“Timmy, I was thinking about Grammy Lucretia. I wish you had the chance to meet her. She was a special woman.”

“As special as Grammy Josey?” He asked as if he might be worried about my answer.

“Oh yes, oh yes she was…and Josephine loved you very much.”

“I miss her…’specially her molasses cookies.”

“I miss her too…and her molasses cookies.”
He missed his friends too. All were gone. Sean, Arlo, and Stella, Alexandre’ and Shailene, James. All had been gone for ages. “Earth to earth, ashes to ashes, dust to dust,” from the book Momma Edwards had taught him to read from. He had been here too long. It was time to move on.

“Tell me a story Grampy.”

Well, maybe it’s not quite time to move on quite yet.

Finis

I’ve always wondered about the picture I used to illustrate this fictional piece that may or may not become a novel. It is a picture of my great, great-grandfather, Marion DeKalb Rodgers, who was born in 1842. I have no idea when the picture was made…and it really doesn’t matter. It’s his tanned and weathered face, along with the squint, that captivated my thoughts. I wondered what he was thinking and what his life was like, the sights he saw. I understand he was a farmer and a carpenter. I know as a seventeen-year-old he went off with his father to fight in the Civil War and was one of the lucky ones who returned. Again, I just wonder.

Don Miller is a multi-genre, Indie author. He has just released his second work of fiction, South From Sutherland’s Station. It along with his other works may be purchased or downloaded at https://www.amazon.com/Don-Miller/e/B018IT38GM.

SOUTH FROM SUTHERLAND’S STATION

Excerpt from Don Miller’s soon to be released historical novel, South From Sutherland’s Station.

As he traveled down the Ohio to the Mississippi, the side-wheeler made stops along the way: Cincinnati, Memphis, Greenville, Vicksburg, Natchez, and finally New Orleans.  Over and over, it loaded and unloaded cargo, livestock, and people.  Vicksburg, Tennessee, and the flanking Delta, Louisiana, were the worst.  Despite having been out of the fight for nearly two years, the people who met them on the wharves still bore scars from the war.  Few young men met them, just older men, colored and white, stooped from both age and abuse.  Underweight and hollow-eyed children begged and faded Southern Belles twirled their parasols, all dreaming of a time now past.  Any joy of being near his home soil was offset by the gloom covering the landscape like the thick fogs off the river.

The easiest way home would be to disembark at Vicksburg, cross the river to Delta and then catch a stage overland the seventy miles to Edwards’ Crossroads.  Going on to New Orleans meant having to catch a riverboat traveling back up to the Red River and onto the Ouachita but his promise to Wyatt ate at him worse than a case of the quickstep.  Allen Kell knew if he did not make the trip to Wyatt’s mother and sister, his promise would continue to gnaw at him.  Maybe he could find some work to get enough money to get home.  Anytime offered work to load or unload the side-wheeler, he had volunteered.  Despite his efforts, he had less than five dollars of army script in his pocket.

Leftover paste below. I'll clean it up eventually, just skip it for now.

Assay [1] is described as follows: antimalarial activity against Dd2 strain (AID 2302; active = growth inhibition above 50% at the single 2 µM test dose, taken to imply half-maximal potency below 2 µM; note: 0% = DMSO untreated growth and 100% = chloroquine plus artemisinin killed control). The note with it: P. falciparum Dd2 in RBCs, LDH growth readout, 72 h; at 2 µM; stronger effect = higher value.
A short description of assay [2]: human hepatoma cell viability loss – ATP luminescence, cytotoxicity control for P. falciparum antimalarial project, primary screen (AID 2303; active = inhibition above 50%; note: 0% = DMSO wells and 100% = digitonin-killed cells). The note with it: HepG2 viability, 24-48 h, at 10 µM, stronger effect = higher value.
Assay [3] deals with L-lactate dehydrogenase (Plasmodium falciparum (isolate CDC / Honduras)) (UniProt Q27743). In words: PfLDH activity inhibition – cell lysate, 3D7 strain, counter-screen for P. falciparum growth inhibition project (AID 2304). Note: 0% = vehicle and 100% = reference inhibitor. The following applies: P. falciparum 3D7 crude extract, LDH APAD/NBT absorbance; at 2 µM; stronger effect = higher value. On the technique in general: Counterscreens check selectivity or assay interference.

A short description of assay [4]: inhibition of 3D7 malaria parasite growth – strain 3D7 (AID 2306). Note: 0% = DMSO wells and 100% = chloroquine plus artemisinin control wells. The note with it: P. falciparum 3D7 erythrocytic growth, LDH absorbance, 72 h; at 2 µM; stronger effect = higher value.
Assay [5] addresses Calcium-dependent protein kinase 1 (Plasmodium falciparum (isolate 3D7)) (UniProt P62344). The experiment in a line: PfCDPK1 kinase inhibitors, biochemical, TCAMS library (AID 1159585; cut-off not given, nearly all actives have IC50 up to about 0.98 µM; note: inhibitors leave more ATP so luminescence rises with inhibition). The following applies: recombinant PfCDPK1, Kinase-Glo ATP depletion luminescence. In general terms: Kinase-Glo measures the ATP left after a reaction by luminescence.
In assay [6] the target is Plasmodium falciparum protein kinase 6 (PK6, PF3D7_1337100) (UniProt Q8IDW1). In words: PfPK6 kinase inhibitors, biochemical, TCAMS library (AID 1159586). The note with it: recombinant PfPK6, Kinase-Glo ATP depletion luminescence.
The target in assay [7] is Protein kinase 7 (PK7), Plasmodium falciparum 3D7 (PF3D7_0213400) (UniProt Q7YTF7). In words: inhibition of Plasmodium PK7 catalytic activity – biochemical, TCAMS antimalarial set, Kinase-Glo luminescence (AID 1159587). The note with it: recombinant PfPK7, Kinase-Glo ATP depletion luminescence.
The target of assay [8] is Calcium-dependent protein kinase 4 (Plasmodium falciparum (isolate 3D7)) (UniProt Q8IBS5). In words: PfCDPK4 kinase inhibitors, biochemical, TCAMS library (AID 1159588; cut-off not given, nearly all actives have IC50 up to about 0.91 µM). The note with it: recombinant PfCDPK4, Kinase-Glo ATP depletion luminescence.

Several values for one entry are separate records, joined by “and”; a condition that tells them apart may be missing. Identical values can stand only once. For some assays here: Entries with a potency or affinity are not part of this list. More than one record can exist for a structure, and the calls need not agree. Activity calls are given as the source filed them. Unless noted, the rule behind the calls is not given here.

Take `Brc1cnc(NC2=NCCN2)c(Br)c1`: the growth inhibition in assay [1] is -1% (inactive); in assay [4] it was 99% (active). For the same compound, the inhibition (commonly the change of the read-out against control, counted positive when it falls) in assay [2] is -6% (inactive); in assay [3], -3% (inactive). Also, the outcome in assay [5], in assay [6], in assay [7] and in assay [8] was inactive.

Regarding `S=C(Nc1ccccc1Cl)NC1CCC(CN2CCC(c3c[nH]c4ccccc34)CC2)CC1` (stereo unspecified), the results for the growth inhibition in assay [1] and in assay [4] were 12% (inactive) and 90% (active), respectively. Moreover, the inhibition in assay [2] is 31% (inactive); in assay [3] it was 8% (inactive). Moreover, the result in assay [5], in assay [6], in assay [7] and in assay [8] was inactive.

Allen Kell sat on the barge and brooded.  He wanted to be happy the war was over.  Memories of the killing and disease seemed to sap his resolve.  He was empty inside, a shell.  Allen Kell knew but refused to admit, he missed the killing.  He had been most alive making the charges against Federal lines, looking down barrels of death pointed in his direction.  The vicious hand to hand fighting sent adrenaline pulsing through his body, leaving him spent and at peace when it was over.  Allen Kell’s ruminations were interrupted as the side-wheeler’s steam whistle went off.  Moments later, just around the next bend, the New Orleans’s wharves came into view.

Allen Kell agreed to trade more labor for meals, a piece of deck to sleep on and passage back to Vicksburg later in the week.  He would end up with more army script to go with what he had.  After spending part of his script on some new clothes-a union suit, one pair of tough canvas pants, two shirts, one flannel for work and a muslin to visit Wyatt’s family in-Allen Kell went to the community baths to bathe and shave.  He kept the officer’s slouch hat he had picked up off the battlefield at Gettysburg, the red Garibaldi shirt he had been issued in Baton Rouge, his braces and his boots, and trashed the rest.  When he looked at his reflection while shaving, Allen Kell was shocked at the gauntness of his face and realized he had the same hollow-eyed stare he had noticed on the faces of the people of Vicksburg.  It had been the first time he had seen his face in over a year.

South From Sutherland’s Station is a novel of the chaotic days following the Civil War and ex-Confederate soldier, Allen Kell Edwards.  It will be available for purchase in early December.  Until then you may go to Don Miller’s author’s page at http://amazon.com/author/cigarman501